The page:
Now we needed to find some men to help unload. Just up the street was the home and repair shop of a friend. We stopped in front.

While I unstrapped the BMW and stacked my bags on the tail, his friend gathered several other men, and put a board up against the truck. We easily unloaded it, and the men walked away. I asked José what I should offer his friend and the crew. He suggested $10. No one would except it though. So, I offered my sincere thanks.

Asked José if he wanted to get some lunch. We both needed it. 50 yards away was a thatched-roof hut that serves food. Though I should have waited until after the meal, I asked him what he wanted for his service. I didn't understand his response, but caught him listing the troubles we endured and possible wear and tear on his truck. Then he followed with a comment that whatever price, it must be acceptable to me. I offered $50 and he nodded.

It was raining and all my stuff was piled by the roadside, but I didn't care. It has been in that situation plenty.

A simple lunch of rice, lentils and a piece of chicken, accompanied by a glass of water tasted great! $3.00 for the two of us. I paid the bill.

José stood in the rain, watching while I packed the motorcycle. Then I shook his hand and said farewell. I was wearing my mesh jacket, light pants and summer gloves in the pouring rain. Everything was muddy: I figured the rain would rinse things out. At least it was warm.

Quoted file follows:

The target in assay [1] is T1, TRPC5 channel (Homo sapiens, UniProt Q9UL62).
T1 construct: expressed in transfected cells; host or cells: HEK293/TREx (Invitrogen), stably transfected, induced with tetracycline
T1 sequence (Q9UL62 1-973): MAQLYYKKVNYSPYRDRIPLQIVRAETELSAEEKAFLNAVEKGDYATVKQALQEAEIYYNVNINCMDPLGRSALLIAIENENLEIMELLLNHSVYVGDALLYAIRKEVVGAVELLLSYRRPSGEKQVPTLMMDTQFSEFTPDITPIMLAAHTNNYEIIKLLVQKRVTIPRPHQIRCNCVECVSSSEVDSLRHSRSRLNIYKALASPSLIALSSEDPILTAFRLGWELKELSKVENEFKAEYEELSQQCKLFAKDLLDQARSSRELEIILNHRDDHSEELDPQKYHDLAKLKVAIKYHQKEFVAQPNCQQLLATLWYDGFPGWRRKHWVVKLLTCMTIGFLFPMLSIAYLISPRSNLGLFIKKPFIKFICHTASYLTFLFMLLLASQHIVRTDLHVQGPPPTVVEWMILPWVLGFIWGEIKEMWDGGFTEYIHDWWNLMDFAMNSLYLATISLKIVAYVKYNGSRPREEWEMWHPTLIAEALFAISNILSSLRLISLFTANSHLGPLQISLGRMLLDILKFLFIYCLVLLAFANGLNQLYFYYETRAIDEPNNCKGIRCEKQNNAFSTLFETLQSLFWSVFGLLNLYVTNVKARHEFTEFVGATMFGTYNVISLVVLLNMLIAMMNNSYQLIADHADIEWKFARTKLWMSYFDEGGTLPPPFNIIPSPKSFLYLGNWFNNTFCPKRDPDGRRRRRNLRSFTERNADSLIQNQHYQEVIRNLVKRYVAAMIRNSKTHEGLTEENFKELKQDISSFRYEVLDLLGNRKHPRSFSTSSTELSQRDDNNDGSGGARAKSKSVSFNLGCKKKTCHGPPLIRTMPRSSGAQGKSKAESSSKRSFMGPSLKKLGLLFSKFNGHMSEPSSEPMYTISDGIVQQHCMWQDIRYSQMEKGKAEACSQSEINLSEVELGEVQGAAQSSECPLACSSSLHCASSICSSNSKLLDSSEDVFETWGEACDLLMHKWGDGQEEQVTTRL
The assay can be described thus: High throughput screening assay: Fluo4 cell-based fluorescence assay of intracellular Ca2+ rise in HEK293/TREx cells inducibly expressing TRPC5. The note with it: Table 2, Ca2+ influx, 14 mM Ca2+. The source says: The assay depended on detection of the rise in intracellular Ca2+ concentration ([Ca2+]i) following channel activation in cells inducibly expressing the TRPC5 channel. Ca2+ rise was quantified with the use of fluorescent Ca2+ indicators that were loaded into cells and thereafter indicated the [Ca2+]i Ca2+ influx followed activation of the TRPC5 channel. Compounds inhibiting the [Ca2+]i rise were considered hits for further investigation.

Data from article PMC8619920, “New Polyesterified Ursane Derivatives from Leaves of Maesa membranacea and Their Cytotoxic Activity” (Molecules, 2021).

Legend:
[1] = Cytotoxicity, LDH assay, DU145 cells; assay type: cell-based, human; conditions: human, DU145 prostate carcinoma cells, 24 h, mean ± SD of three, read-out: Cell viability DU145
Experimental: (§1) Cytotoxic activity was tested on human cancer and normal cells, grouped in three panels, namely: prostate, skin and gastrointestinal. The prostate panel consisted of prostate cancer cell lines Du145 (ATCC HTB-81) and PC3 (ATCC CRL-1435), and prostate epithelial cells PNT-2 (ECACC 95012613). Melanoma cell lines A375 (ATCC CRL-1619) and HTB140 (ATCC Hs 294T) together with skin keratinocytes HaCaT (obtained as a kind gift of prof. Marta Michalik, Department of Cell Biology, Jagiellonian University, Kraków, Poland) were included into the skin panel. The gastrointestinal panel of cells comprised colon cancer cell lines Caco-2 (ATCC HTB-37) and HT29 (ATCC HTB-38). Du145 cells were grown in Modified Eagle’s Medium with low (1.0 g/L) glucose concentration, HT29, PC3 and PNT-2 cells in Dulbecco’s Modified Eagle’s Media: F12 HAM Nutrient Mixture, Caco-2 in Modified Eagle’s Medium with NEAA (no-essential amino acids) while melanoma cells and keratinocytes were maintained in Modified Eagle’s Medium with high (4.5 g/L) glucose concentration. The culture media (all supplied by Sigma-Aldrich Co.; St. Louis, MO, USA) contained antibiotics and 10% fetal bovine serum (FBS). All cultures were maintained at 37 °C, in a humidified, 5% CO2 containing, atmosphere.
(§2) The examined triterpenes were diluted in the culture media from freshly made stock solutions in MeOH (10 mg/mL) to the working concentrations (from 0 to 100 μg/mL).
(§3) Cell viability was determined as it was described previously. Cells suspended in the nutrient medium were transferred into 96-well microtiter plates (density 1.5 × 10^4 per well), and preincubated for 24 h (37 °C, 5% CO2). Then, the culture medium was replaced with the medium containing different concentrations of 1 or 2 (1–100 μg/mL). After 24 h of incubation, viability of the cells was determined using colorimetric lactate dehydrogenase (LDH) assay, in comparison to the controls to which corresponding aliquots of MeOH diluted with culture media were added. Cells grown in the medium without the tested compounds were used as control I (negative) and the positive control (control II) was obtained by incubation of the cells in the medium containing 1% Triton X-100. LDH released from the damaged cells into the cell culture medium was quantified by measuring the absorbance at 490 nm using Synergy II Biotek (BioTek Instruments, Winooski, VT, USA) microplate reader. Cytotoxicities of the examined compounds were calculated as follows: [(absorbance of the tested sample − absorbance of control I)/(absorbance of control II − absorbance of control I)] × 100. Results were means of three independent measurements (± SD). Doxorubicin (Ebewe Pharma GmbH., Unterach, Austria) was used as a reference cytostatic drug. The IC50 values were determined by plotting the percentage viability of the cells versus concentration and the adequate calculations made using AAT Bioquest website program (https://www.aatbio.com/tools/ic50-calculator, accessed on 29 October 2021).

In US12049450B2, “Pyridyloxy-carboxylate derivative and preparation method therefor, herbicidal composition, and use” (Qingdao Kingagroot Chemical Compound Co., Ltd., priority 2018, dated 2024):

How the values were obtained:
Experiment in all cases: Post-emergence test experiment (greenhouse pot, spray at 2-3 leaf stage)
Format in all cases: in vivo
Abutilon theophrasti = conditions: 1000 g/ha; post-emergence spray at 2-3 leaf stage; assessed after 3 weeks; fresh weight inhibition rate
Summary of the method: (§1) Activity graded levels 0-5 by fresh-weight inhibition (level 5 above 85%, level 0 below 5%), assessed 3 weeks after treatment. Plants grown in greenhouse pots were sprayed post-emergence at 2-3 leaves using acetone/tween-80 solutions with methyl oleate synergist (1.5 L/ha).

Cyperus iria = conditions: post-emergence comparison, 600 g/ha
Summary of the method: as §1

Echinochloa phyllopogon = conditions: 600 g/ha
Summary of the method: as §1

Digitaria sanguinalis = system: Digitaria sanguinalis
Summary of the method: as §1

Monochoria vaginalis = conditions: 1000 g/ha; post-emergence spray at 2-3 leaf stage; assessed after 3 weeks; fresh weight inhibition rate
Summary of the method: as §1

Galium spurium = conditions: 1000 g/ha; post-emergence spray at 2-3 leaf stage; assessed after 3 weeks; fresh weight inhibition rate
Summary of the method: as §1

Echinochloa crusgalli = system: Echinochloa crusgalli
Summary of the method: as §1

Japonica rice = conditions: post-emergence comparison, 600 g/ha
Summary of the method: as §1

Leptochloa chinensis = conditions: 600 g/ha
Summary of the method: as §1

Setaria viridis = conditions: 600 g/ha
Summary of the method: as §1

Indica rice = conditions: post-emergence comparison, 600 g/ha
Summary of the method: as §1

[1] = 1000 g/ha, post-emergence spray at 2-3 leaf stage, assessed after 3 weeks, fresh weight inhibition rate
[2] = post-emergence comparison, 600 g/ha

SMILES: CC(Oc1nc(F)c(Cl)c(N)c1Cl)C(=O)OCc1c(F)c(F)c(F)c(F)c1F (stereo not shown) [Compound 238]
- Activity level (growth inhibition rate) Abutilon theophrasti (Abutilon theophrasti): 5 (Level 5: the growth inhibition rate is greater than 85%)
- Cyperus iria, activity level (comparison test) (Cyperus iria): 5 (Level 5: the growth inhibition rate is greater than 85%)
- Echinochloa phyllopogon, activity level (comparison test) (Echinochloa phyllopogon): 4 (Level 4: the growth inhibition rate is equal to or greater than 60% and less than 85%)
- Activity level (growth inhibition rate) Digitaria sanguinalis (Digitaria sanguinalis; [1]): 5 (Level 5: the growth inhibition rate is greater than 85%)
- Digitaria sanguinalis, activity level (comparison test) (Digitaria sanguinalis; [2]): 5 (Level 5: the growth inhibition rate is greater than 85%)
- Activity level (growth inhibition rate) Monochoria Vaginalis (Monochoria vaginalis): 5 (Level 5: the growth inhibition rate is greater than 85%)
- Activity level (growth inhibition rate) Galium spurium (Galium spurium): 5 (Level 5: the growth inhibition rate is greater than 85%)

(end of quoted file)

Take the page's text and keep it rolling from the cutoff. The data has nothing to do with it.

The road was still mud, but manageable. "I guess they shouldn't have to do everything for me", I thought as I got back into the routine of picking my way through the ruts.

In a shallow rut, my tires hit a hard slippery clay base and I couldn't stop the bike from falling. (My lug-soled boots were worthless for providing traction in this stuff. All I could do was get out of the way.) I quickly had help getting it up again.

A short time later, the same thing. This time, I was pissed. "Is this how it's going to be? This road is supposed to be better!"

But the rain had turned what a few days earlier had simply been an annoying road into a hazardous one.

What a relief to reach some asphalt! When I hit 40 mph, it was like I was floating! Now my focus turned to potholes, thousands of them, and trying to see in the rain was a challenge. With the jostling, my tank bag kept flopping over to the left, creating an annoying distraction. (The stretchy material that holds the bag taught against the tank is now fatiguing after much use.)

I began to think the pavement was more of a curse than the mud! I came to a small washout where the road jogged right a bit and started to follow tracks into a pothole. I was down in an instant. I was traveling about 20 mph, and from the sound of this fall, I knew it wasn't good this time.

I had to see what happened and stepped into the hole. I sunk to my knee in water, and wasn't even in the center. The right hand pannier was partly shattered and right turn signal broken, but the crash bar had protected the right cylinder head. I stood in the rain next to the bike and waited for help to arrive. It always does out here. It's a way of life. (I didn't want to remove all the gear and do it myself.)

One car stopped and the occupants looked at me, but then moved on. Then, a young fellow stopped and helped me raise the bike, but the hole was so deep, the bike could not pull itself out. The drive shaft was buried in water, and the engine skid plate rested on the rim of the crater. The young man went for help, returning with a tow strap. He pulled me out with his car and I gave him $5 and much gratitude.